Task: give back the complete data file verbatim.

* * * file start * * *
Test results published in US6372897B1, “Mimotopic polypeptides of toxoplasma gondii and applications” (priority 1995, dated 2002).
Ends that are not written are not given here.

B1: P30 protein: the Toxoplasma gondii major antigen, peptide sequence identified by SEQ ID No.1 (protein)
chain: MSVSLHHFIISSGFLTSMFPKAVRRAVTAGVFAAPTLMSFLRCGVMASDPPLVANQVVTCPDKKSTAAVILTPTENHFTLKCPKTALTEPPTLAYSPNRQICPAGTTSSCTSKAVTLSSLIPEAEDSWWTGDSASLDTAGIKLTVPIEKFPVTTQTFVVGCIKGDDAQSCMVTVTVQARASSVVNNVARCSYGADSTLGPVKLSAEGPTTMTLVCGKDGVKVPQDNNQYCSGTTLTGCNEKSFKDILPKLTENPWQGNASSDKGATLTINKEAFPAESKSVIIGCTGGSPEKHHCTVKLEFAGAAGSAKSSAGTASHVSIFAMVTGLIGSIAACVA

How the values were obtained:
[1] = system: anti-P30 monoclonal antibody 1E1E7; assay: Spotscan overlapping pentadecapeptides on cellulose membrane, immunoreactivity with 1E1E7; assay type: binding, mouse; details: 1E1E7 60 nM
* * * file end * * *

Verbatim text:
Test results published in US6372897B1, “Mimotopic polypeptides of toxoplasma gondii and applications” (priority 1995, dated 2002).
Ends that are not written are not given here.

B1: P30 protein: the Toxoplasma gondii major antigen, peptide sequence identified by SEQ ID No.1 (protein)
chain: MSVSLHHFIISSGFLTSMFPKAVRRAVTAGVFAAPTLMSFLRCGVMASDPPLVANQVVTCPDKKSTAAVILTPTENHFTLKCPKTALTEPPTLAYSPNRQICPAGTTSSCTSKAVTLSSLIPEAEDSWWTGDSASLDTAGIKLTVPIEKFPVTTQTFVVGCIKGDDAQSCMVTVTVQARASSVVNNVARCSYGADSTLGPVKLSAEGPTTMTLVCGKDGVKVPQDNNQYCSGTTLTGCNEKSFKDILPKLTENPWQGNASSDKGATLTINKEAFPAESKSVIIGCTGGSPEKHHCTVKLEFAGAAGSAKSSAGTASHVSIFAMVTGLIGSIAACVA

How the values were obtained:
[1] = system: anti-P30 monoclonal antibody 1E1E7; assay: Spotscan overlapping pentadecapeptides on cellulose membrane, immunoreactivity with 1E1E7; assay type: binding, mouse; details: 1E1E7 60 nM